A MOOC series being developed by Dr. Rebecca Quintana and Dr. Chris Quintana will be among 10 new courses enhanced by extended reality (XR) technologies and offered through a partnership between U-M’s Center for Academic Innovation (CAI) and Coursera. The MOOC series, An Introduction to Learning Experience Design, will be developed as part of the creators’ work with the School of Education’s EdHub.
All 10 XR-enhanced courses will be a part of CAI’s upcoming Michigan Online Future of Work Academy, created in collaboration with U-M faculty innovators and the center’s teams, including extended reality software developers, learning experience designers, behavioral scientists, and media designers. In these new courses, learners will be able to develop skills critical to the future of work and society. The courses leverage XR technology to provide a level of immersion only possible in virtual, mixed, and augmented reality environments.
Rebecca says, “We are excited about the power and potential of XR to enable immersive, dynamic, and experiential learning opportunities through a series of five online courses focused on the learning experience design profession. By providing learners with opportunities to engage in authentic and professional design contexts with XR, we expect that learners will realize a deeper awareness of situational and contextual factors related to instructional design processes, practices, and problems.”
The design team is considering integrating XR-enhanced learning experiences through a range of interactive and immersive learning technologies, such as 360-videos accessed through web browsers, mobile devices, and head-mounted displays. Chris says, “We are hoping that these XR-enhancements will allow us to create experiences that give learners chances to develop and practice professional skills that might otherwise only be taught in internship or campus settings. We see XR-enhancements as a way for learners to develop professional skills and competencies that are needed to thrive as learning professionals. With XR, we can offer learners the chance to be immersed in various design contexts, allowing them to enact LXD competencies and reflect on various design processes.”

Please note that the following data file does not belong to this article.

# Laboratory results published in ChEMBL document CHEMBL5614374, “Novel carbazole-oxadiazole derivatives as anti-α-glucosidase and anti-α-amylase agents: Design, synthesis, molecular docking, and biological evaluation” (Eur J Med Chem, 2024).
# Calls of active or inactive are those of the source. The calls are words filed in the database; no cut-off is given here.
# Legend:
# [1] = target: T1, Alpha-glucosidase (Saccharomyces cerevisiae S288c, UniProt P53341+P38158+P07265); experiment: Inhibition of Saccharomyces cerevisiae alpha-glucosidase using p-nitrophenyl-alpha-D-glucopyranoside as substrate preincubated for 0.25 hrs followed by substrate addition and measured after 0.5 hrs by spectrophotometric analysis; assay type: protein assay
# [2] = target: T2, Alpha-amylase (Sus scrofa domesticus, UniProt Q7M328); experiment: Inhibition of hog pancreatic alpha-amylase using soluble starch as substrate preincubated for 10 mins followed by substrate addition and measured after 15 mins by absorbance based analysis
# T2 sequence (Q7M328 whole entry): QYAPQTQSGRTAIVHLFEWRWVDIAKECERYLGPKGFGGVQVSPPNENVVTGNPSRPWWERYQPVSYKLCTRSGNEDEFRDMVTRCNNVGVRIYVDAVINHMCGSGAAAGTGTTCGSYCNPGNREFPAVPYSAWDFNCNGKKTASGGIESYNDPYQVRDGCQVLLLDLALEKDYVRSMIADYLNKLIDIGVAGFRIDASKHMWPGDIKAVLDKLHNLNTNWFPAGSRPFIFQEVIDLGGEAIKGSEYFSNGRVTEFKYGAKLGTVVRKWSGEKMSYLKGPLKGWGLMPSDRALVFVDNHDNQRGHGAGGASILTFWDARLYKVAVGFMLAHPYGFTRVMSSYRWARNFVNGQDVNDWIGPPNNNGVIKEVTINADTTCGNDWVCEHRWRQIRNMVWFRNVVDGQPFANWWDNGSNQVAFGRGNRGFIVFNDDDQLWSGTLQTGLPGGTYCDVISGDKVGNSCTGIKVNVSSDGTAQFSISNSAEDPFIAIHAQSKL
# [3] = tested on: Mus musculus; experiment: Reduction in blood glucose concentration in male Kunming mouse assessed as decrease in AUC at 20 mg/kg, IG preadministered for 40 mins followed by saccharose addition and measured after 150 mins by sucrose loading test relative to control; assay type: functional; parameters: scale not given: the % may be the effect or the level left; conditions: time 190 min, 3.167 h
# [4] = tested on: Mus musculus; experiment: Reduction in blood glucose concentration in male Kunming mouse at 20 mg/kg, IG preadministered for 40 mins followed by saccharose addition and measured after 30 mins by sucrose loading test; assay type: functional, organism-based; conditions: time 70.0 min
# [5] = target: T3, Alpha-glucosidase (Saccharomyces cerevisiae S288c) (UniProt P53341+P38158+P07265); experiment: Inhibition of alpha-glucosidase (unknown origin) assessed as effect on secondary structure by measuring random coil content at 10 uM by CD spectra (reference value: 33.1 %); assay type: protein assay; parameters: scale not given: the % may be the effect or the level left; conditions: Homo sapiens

The notion of “learning affordances” for XR—characteristics of an environment that enable particular behaviors and interactions to occur—is a topic that Rebecca explored with students in EDUC 618: Educational Applications of Augmented and Virtual Reality. The team plans to employ these theoretical perspectives in the design of the MOOC series. Rebecca notes, “Additionally, this work can also give us a platform as researchers and designers to think about the affordances of XR and think about judiciously incorporating XR into learning experiences and to consider how and when XR can enhance learning.”
Like any good learning experience designer, the team is thinking carefully about who their learners will be. Chris says, “We expect that the series will be valuable to learners contemplating or just entering the learning experience design profession and learning professionals who wish to deepen their knowledge of theory and implementation practice.”